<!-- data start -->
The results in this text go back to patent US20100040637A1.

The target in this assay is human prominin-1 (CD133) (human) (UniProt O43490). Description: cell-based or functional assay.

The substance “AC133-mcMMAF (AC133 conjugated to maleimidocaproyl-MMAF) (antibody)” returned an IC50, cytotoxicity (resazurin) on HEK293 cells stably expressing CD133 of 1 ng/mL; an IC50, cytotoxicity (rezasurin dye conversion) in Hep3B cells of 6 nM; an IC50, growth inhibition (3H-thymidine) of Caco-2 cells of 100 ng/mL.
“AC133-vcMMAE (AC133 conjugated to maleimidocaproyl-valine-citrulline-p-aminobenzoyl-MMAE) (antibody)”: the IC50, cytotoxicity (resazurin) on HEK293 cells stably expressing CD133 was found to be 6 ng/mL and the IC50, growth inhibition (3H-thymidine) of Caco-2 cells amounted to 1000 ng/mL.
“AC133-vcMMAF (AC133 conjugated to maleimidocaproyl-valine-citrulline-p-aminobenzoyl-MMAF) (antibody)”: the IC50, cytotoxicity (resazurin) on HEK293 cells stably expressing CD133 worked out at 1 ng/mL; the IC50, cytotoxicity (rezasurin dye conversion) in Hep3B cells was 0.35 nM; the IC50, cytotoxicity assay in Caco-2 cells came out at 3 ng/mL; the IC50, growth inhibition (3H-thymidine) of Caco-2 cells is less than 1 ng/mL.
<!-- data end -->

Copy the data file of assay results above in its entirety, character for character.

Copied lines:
The results in this text go back to patent US20100040637A1.

The target in this assay is human prominin-1 (CD133) (human) (UniProt O43490). Description: cell-based or functional assay.

The substance “AC133-mcMMAF (AC133 conjugated to maleimidocaproyl-MMAF) (antibody)” returned an IC50, cytotoxicity (resazurin) on HEK293 cells stably expressing CD133 of 1 ng/mL; an IC50, cytotoxicity (rezasurin dye conversion) in Hep3B cells of 6 nM; an IC50, growth inhibition (3H-thymidine) of Caco-2 cells of 100 ng/mL.
“AC133-vcMMAE (AC133 conjugated to maleimidocaproyl-valine-citrulline-p-aminobenzoyl-MMAE) (antibody)”: the IC50, cytotoxicity (resazurin) on HEK293 cells stably expressing CD133 was found to be 6 ng/mL and the IC50, growth inhibition (3H-thymidine) of Caco-2 cells amounted to 1000 ng/mL.
“AC133-vcMMAF (AC133 conjugated to maleimidocaproyl-valine-citrulline-p-aminobenzoyl-MMAF) (antibody)”: the IC50, cytotoxicity (resazurin) on HEK293 cells stably expressing CD133 worked out at 1 ng/mL; the IC50, cytotoxicity (rezasurin dye conversion) in Hep3B cells was 0.35 nM; the IC50, cytotoxicity assay in Caco-2 cells came out at 3 ng/mL; the IC50, growth inhibition (3H-thymidine) of Caco-2 cells is less than 1 ng/mL.